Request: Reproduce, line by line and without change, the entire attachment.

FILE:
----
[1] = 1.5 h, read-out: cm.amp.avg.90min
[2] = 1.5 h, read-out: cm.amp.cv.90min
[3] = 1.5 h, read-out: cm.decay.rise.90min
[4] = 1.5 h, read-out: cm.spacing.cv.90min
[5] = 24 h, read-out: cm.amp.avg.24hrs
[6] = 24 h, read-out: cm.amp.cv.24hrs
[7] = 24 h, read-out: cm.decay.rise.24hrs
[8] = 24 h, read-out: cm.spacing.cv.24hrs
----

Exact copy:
[1] = 1.5 h, read-out: cm.amp.avg.90min
[2] = 1.5 h, read-out: cm.amp.cv.90min
[3] = 1.5 h, read-out: cm.decay.rise.90min
[4] = 1.5 h, read-out: cm.spacing.cv.90min
[5] = 24 h, read-out: cm.amp.avg.24hrs
[6] = 24 h, read-out: cm.amp.cv.24hrs
[7] = 24 h, read-out: cm.decay.rise.24hrs
[8] = 24 h, read-out: cm.spacing.cv.24hrs